# Commentary: Your fleet’s ‘break-even point’ is not what you think

The most misunderstood calculation I find among motor carriers is “break-even revenue,” a point where revenue covers expenses and that’s it— you don’t lose any money but you don’t make any money either.

Not understanding break-even revenue and how it reacts to changes in costs has put many carriers out of business. It also keeps many carriers wallowing around in mediocrity.

Break-even revenue is driven by variable cost. Let’s look at a month’s worth of data from a less-than-truckload carrier to see how this works.

In this example, the fleet’s total revenue is \$3,376,676. Total expenses are \$3,316,688 and are separated into variable and fixed/semi-fixed costs. What is the break-even revenue for this month? If you said total expenses of \$3,316,688, you are incorrect and that’s what gets many companies in trouble.

The number that determines break-even revenue is contribution margin percent.

Let’s get some definitions out of the way before we go any further.

1. Variable cost is the expense to operate fleet assets.
2. Contribution dollars is revenue minus variable cost. It is the money left over after covering variable cost to cover fixed and semi-fixed costs.
3. Contribution margin percent is contribution dollars divided by revenue.
4. Variable cost as a percent of revenue is variable cost divided by revenue.

Here is an example using the same data as above, broken out further to show the percentages we will be using to further our discussion: In this chart, variable cost as a percent of revenue is 67.3% and contribution margin percent is 32.7%. Notice if you add those two numbers together we get 100%.

What this means is that 67.3 cents of every revenue dollar that comes into the company is consumed by variable cost. That leaves us 32.7 cents of every revenue dollar left to cover fixed and semi-fixed costs.

As you can also see, fixed and semi-fixed cost as a percentage of revenue is 30.95%. Since our contribution margin is 32.7%, the company had an operating ratio of 98.23 = (32.7 – 30.95)*100, and posted a profit this month of 1.77 cents of each revenue dollar.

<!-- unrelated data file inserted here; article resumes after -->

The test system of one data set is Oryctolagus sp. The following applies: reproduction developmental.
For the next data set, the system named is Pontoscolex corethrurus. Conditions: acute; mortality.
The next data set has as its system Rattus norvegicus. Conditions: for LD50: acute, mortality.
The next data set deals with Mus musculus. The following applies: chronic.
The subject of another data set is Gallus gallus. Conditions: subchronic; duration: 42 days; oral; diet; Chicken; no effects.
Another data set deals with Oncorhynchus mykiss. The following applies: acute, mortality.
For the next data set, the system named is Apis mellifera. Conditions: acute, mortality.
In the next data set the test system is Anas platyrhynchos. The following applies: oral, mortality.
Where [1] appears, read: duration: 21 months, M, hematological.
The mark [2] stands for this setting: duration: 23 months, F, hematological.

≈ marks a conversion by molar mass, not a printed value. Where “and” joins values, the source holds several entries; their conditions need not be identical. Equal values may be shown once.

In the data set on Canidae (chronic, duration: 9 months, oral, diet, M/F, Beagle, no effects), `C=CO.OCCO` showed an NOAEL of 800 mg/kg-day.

What is the break-even revenue of the company above?

You must understand that 67.3 cents of each revenue dollar is consumed by variable cost. That means we only have 32.7 cents of each revenue dollar left over to cover fixed and semi-fixed costs. Our fixed and semi-fixed cost is \$1,045,012. Robert Sullivan, CEO of Transportation Profitability Group.

To determine how many revenue dollars we need to cover \$1,045,102 we must divide our fixed and semi-fixed cost by the 32.7 cents of revenue we have left after covering variable cost.

\$1,045,012 / .327 = \$2,809,172 revenue dollars to break-even. It makes sense because the company was actually profitable, so the break-even revenue dollars would be less than the actual revenue of \$3,376,451.

Now, let’s calculate the percent of break-even. To do that we simply take actual revenue and divide that by the break-even revenue: \$3,376,451 / \$2,809,172 *100 = 120.2%. This means that for the month the company was 20.2% above break-even.

I like to look at numbers on a per-day basis to take out the impact of different workdays per month. This particular month had 21 workdays, so the actual revenue per day was \$160,783. Break-even revenue per day is \$133,770 and the difference is \$27,013 per day.

I know that the fleet handled 28,445 shipments this month and based on 21 workdays averaged 1,354 shipments per day. Our revenue per shipment is \$118.70 (\$3,376,676 / 28,445), and therefore our break-even shipments for the month is 23,666 (\$2,809,172 / \$118.70). If I take the 23,666, I find my break-even shipments per day is 1,127 (23,666 shipments / 21 days).

I now know that I am \$27,013 a day above break-even and 227 shipments a day above break-even. This means more to me as a leader. I can relate to that.

If an LTL carrier is in a loss position, meaning their percent of break-even is less than 100%, my experience shows that a cost fix will turn the carrier around if they are running at 75% or higher. Working on operating efficiencies and fixed and semi-fixed cost reductions will get the carrier whole.

If the company is 63% to 75% of break-even, a combination of cost cutting and revenue improvement will get the company turned around.

Below 63% and you’re in a revenue/sales fix. At that point, you can’t take enough cost out to get to break-even and if you did you would kill the company. You do not want to get in the position of a revenue/sales fix because you burn through cash, and it takes a long time.

By this point the balance sheet is totally underwater and unless you have a sugar daddy, you’ll simply run out of cash and resources that could provide the company enough cash to get through the stages of a turnaround.

In summary, the key number for a carrier is variable cost as percent of revenue. This number is what drives profitability. A one percent increase in variable cost will increase break-even revenue by at least 5 to 7 percent. Not understanding this principle has caused carriers to chase increasing cost with more revenue. Never works, never will.

Be sure you calculate, understand and trend the break-even point of your company. The earlier you detect a negative trend, the easier it is to arrest it and turn it around.

Robert Sullivan is the CEO of Transportation Profitability Group, which provides a costing and operations productivity software package and profit improvement consulting services for the carrier industry.